Smart or rich?

Being “smart” and being “rich” are of course not mutually exclusive – but they aren’t necessarily related either.

By Morf Morford

Tacoma Daily Index

“If you’re so smart, why ain’t you rich?”

That’s what a high school friend used to say to me on a regular basis for a year or two after graduation when I came up with some idea that must have struck him as noteworthy – either because it was a good one or because it was so preposterous it still warranted some kind of response.

I’m still pretty far from rich, and I’m still known for responses or ideas no one else either considers or is willing to say out loud.

Being “smart” and being “rich” are of course not mutually exclusive – but they aren’t necessarily related either.

I’ve known many “smart” people who never achieved much financially – and plenty who did.

And I’ve known plenty of people with higher than usual levels of wealth or income (and there is a distinction) with higher – or even dramatically lower – levels of intelligence.

The difference, I am convinced, is that wealth, for the most part, can be measured or at least demonstrated.

We might attempt to measure intelligence, but most IQ tests measure knowledge rather than actual innate intelligence.

Anyone who reads widely will score high on almost any IQ test. Is that “intelligence” or is that merely exposure to the same sources as the test developers?

And anyone who gets a few lucky breaks – or is born into the right family (or even zip code: https://www.brookings.edu/opinions/americas-zip-code-inequality/) will end up vastly wealthier than those not so fortunate.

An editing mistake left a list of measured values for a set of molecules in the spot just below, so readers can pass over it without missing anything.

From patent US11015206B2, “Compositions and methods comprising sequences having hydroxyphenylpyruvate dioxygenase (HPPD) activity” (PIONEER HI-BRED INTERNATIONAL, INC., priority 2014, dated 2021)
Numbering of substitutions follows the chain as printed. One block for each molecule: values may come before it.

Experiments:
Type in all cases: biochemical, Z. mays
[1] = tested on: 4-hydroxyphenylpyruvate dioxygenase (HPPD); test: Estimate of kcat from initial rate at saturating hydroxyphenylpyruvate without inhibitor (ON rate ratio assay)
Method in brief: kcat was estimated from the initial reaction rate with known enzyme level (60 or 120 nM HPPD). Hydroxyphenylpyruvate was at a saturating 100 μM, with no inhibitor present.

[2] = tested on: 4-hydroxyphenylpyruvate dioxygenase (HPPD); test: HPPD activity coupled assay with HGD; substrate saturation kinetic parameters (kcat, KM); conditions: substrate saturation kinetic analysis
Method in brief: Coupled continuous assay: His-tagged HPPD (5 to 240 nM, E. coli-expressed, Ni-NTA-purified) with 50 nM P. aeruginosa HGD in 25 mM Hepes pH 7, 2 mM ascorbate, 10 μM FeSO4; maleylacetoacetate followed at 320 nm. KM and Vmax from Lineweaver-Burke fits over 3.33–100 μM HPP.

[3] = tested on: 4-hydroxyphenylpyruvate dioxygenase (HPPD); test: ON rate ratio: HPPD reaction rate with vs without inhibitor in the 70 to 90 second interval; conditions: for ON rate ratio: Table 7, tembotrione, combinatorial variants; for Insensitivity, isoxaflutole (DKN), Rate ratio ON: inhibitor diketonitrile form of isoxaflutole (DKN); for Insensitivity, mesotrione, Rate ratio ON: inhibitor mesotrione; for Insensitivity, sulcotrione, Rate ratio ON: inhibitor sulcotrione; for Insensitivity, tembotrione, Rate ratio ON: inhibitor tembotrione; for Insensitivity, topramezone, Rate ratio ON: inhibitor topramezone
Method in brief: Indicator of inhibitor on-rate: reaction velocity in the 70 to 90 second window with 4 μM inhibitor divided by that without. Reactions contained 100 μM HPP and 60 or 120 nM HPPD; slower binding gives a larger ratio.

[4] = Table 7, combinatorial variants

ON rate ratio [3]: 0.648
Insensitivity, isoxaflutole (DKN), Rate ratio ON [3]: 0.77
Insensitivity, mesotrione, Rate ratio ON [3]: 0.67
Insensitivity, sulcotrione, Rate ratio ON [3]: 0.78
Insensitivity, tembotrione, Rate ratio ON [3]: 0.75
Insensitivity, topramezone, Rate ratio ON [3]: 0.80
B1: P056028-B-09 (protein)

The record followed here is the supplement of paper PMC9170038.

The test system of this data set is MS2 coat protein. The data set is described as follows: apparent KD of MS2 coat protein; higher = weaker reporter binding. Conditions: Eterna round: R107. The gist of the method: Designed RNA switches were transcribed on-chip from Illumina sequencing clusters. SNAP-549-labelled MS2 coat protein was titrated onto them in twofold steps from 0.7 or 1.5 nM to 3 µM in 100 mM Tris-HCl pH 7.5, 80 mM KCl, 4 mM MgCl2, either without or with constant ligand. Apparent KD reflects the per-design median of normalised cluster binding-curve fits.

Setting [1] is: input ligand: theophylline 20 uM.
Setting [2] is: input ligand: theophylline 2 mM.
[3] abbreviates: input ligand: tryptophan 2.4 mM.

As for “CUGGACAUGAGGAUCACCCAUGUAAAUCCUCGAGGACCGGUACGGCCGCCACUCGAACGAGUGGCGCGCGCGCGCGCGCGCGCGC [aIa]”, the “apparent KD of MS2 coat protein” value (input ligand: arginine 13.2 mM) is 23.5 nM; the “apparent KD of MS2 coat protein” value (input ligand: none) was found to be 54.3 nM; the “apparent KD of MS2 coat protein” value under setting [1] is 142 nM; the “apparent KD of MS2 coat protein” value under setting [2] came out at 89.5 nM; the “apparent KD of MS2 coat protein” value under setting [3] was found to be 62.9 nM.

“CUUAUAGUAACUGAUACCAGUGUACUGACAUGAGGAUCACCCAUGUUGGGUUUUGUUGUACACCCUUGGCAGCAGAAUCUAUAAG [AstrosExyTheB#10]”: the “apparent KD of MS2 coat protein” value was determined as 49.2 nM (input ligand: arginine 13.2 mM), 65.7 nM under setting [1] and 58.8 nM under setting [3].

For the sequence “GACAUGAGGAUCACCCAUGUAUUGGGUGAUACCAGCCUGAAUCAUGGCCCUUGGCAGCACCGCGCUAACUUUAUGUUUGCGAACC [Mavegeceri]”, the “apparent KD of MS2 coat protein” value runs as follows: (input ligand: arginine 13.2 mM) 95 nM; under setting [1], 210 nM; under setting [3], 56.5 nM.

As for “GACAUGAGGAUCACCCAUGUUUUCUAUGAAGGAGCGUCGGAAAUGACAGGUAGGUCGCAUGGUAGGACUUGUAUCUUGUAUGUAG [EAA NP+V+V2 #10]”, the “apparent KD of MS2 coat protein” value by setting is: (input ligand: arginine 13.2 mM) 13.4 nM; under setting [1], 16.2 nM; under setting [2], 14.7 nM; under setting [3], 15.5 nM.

We can’t change our family of origin or defining zip code, but any one of us can expand our intelligence. True intelligence, after all, is not limited to encyclopedic knowledge of any given topic, but is more the ability, if not preference, to learn more than is already known.

No reservoir of knowledge is static.

I had a professor many years ago who had a Ph.D. in computer science – from 1958.

It would be difficult to imagine any body of knowledge less relevant to computers or business than whatever he may have “learned” about computers back then.

Even the definition of what a computer is has no correlation; back then a “computer” filled a large room and processed punch cards and made a huge amount of noise – and had no memory – or any of the features we take as a given on our smartphones or other hand-held devices.

That phone you use to watch cat videos has vastly more power and memory than the computers that guided the Apollo Guidance Computer (https://www.zmescience.com/science/news-science/smartphone-power-compared-to-apollo-432/).

Our “knowledge” of almost any topic pales almost as quickly.

Facts change, sometimes quickly, and often in ways that make those who use them seem dated, silly or even offensive.

The crucial difference is between knowledge that is fixed and knowledge, or perhaps better, the learning, that is dynamic and always changing if not expanding.

For whatever reason adults tend to prefer (or value) established and recognized (or even recognizable) bodies of knowledge.

Children, on the other hand, tend to value the experience of learning. And they aren’t afraid of failing (or even falling) on their way to finding and developing a new skill.